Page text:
Nevo said he felt that Gordon “may consider stepping down” from the chairmanship, though he cautioned that he was not pressuring him to do so. “I do think that his chairmanship is not covered by academic freedom,” Nevo said. “There is no right by an academic to hold an administrative position of power.”

In an interview with the Forward, Gordon admitted that there is “a contradiction” in his chairmanship and that it could cause “some problems.” He said that he has reservations about academics visiting Israel for conferences — terming it “extremely problematic,” unless their visit somehow highlights what he regards as the injustices of the Israeli occupation.

But he insisted that his backing for a boycott will not affect his day-to-day work. He said that the department will continue to draw international visitors for an overseas program, which is headed by a colleague, and for conferences, which for several years have been organized by colleagues and not by him. He added that he will support members of his department in whatever way they ask, including by attending conferences that attract international contingents.

He said, however, that the prospect of him stepping down as chair has “become an impossibility.” He said that the chairman job, which brings only a small salary bonus, “is not something I like doing — it’s an administrative job and I prefer doing my research — but to [step down] now would be to bow down and seen as punishment for expressing my views.”

Gordon said that pressure to get him to step down from department chair is fueled by fundraising considerations. He said that AABGU operates on the premise “that when you elect someone for department chair you have to think about what the donors like.” This is a “very dangerous assumption” and could lead to “the destruction of a university as you know it,” he said.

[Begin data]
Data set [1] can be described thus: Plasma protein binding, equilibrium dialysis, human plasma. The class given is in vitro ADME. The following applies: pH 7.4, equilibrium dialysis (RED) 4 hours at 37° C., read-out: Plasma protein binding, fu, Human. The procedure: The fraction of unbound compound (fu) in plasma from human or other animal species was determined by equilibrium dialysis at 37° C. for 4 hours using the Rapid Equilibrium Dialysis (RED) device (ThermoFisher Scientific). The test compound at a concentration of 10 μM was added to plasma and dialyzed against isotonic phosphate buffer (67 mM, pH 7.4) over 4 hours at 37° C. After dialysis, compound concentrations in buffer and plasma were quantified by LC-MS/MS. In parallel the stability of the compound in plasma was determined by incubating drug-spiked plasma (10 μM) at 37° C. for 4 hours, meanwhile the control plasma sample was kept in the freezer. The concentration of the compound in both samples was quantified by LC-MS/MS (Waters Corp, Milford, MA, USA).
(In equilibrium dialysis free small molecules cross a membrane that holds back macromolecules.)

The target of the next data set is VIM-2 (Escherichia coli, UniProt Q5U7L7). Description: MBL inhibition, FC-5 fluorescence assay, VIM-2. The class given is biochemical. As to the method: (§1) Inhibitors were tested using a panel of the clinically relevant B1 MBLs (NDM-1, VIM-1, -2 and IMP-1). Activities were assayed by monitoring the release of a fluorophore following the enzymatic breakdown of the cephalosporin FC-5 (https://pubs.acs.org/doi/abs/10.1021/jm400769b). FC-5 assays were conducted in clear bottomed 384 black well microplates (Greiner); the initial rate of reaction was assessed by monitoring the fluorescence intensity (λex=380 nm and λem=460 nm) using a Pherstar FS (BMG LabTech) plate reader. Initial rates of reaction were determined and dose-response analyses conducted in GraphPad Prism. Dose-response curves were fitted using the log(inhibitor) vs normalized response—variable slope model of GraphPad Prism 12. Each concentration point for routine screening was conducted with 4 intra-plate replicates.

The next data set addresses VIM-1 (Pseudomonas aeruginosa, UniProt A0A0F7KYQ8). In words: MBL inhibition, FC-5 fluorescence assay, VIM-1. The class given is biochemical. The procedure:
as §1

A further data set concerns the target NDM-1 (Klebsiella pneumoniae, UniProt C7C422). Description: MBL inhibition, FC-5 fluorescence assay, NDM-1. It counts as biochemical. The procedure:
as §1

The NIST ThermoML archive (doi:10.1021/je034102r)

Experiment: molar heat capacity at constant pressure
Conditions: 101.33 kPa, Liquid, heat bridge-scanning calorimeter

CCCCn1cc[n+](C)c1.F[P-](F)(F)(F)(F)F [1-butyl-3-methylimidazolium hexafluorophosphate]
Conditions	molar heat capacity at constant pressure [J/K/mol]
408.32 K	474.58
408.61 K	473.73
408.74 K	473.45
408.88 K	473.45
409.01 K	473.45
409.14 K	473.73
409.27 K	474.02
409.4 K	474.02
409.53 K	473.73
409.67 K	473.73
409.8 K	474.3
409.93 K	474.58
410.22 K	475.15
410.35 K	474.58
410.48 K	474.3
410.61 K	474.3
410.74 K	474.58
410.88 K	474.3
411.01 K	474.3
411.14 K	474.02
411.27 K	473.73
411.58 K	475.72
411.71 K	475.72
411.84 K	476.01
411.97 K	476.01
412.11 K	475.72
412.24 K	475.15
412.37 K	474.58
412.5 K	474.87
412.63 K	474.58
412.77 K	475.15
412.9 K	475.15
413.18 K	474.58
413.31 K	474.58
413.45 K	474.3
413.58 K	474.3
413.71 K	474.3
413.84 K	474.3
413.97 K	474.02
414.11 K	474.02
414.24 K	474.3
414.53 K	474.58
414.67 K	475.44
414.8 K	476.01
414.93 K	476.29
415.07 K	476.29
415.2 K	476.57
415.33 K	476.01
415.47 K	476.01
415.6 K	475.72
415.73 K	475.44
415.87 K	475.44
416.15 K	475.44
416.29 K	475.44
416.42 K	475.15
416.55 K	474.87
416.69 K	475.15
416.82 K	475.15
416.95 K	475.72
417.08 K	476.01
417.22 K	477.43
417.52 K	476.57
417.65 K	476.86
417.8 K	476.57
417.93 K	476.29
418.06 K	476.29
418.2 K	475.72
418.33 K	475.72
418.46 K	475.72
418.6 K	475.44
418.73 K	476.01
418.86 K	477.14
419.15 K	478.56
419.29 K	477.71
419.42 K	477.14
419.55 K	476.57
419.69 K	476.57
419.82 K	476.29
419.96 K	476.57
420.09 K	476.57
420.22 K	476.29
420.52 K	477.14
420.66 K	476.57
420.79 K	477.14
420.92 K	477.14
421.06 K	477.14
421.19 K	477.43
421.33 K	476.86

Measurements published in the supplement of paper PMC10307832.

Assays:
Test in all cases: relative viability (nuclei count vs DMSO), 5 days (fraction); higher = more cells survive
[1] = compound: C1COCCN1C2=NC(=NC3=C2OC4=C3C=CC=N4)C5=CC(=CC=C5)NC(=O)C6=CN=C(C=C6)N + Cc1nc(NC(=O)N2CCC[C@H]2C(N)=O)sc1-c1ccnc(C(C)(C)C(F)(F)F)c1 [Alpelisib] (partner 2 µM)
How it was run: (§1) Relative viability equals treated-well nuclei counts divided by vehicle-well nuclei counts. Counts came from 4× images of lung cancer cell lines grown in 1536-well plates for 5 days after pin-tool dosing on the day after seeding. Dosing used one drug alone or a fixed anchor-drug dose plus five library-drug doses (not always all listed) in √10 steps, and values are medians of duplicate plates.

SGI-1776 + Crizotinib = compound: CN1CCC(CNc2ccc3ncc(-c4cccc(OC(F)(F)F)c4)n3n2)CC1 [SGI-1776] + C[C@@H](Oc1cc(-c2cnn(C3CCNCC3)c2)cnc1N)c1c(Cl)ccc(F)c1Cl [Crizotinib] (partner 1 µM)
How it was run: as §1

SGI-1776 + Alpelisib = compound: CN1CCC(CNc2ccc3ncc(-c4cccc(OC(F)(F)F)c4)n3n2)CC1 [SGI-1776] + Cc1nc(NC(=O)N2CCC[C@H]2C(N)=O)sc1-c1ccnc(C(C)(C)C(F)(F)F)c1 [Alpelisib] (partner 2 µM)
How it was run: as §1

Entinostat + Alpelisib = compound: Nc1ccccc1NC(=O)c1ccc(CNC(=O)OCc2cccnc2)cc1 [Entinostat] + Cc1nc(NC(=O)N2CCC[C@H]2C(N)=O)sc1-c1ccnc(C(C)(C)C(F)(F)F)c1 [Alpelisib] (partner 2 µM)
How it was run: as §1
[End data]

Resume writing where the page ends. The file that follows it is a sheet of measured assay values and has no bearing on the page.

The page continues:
University officials denied Gordon’s charge that fundraising considerations were driving their response to the controversy. Faye Bittker, BGU’s director of public and media relations, said that the university would welcome his resignation as department chairman irrespective of the fundraising factor. That position was echoed by AABGU’s Strongin. “No university can have donors demand who is hired and who is fired, and we are not saying that,” Strongin said. “This is a case where we are in agreement with some donors who find his comments reprehensible.”

This is not to say, however, that the fundraising fallout from the controversy has not been a matter of concern for university officials.

“We’re doing everything we can to limit the fallout of Dr. Gordon’s latest editorial in terms of lost resources to BGU. This is an increasingly difficult task,” wrote AABGU’S executive vice president, Doron Krakow, in an August 27 e-mail to David Newman, a BGU politics professor. The e-mail, which was obtained by the Forward, was sent in response to a message from Newman criticizing AABGU’s conduct in the controversy.

BGU, like other Israeli universities, is funded mostly by the Israeli government. But almost 60% of all private donations to BGU come from the United States. In the 2007-2008 fiscal year, donations to BGU totaled $51.5 million.

The Israeli daily Haaretz reported that Israel’s consul general in Los Angeles, Jacob Dayan, wrote to Carmi that he had been contacted by donors who were “unanimous in threatening to withhold donations.”

Bittker said that AABGU has “genuine and real concerns about the effect of this on fundraising.” She said there is also concern about the university’s “brand.”

“Today people aren’t canceling checks,” she said. “But people getting direct mail or considering a Ben-Gurion event could say, ‘That’s the university with *that guy.’”